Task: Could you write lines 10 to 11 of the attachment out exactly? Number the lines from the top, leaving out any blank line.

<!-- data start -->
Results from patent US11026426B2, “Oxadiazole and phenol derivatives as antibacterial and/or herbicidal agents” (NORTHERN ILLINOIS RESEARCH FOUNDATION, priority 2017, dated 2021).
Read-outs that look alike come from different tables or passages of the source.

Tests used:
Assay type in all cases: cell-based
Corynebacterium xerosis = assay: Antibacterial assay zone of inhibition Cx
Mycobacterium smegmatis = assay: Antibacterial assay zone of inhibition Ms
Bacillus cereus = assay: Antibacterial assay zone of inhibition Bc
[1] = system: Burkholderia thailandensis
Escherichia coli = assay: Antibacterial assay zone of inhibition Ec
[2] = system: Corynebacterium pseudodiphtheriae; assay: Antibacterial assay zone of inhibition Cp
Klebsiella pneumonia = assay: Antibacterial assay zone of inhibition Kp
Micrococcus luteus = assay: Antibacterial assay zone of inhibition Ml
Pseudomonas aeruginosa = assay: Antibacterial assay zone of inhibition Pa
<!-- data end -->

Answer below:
[2] = system: Corynebacterium pseudodiphtheriae; assay: Antibacterial assay zone of inhibition Cp
Klebsiella pneumonia = assay: Antibacterial assay zone of inhibition Kp